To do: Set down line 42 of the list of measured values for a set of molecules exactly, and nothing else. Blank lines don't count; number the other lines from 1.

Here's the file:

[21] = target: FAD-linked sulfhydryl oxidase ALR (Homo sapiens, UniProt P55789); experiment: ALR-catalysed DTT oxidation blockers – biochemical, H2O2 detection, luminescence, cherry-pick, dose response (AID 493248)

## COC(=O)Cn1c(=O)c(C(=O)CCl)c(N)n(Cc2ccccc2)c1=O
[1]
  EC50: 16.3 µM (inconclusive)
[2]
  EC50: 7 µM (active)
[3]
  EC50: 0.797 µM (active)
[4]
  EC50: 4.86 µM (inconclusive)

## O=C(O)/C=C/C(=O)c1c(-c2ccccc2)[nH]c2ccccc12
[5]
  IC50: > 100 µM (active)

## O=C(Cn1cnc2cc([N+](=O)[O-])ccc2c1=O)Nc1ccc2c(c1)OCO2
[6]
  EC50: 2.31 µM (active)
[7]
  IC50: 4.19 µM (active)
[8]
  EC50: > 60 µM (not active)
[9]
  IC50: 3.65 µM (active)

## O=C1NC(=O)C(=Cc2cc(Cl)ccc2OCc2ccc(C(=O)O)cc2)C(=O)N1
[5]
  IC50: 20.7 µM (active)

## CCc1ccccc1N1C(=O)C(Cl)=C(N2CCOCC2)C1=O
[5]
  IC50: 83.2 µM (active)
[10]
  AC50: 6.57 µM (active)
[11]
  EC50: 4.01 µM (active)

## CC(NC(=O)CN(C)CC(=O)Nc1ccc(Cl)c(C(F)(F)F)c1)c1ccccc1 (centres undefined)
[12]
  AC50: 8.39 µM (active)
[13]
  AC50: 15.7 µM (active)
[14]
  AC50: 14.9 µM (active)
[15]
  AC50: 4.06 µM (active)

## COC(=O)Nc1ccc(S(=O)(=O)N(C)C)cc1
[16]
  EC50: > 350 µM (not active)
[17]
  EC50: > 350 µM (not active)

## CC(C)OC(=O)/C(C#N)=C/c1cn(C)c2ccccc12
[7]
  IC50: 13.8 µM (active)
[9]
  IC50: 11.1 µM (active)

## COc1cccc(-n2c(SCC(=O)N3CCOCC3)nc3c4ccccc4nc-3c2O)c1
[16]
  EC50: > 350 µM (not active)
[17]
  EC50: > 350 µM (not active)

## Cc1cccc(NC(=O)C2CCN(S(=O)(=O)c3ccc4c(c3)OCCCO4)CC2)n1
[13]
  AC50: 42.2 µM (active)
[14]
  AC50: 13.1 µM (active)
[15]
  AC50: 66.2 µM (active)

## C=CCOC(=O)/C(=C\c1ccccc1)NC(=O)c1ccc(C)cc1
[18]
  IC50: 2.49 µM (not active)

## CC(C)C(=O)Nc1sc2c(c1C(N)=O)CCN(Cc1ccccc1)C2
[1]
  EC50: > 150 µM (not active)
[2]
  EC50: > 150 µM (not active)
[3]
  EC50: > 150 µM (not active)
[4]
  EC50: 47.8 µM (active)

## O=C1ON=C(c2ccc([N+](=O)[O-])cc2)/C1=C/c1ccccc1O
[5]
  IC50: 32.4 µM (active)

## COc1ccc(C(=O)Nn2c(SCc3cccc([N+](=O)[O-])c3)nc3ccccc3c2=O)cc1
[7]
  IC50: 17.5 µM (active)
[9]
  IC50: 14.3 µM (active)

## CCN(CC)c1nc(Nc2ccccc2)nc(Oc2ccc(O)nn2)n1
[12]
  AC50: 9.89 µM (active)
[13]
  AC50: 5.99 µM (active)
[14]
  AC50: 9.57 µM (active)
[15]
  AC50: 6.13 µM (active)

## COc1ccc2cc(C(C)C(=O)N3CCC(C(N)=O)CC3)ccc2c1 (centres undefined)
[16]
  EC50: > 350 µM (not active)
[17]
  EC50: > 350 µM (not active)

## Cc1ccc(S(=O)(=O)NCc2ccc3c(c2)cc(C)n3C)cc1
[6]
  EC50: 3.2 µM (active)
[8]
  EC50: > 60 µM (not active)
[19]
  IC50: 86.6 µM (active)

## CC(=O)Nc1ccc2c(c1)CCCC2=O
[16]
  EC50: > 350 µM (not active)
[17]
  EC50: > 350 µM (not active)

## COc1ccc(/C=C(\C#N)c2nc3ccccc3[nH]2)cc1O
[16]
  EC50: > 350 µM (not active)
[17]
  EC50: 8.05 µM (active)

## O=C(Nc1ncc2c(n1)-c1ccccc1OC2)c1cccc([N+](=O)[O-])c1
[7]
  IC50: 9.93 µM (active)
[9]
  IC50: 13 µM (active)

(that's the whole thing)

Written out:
## COC(=O)Nc1ccc(S(=O)(=O)N(C)C)cc1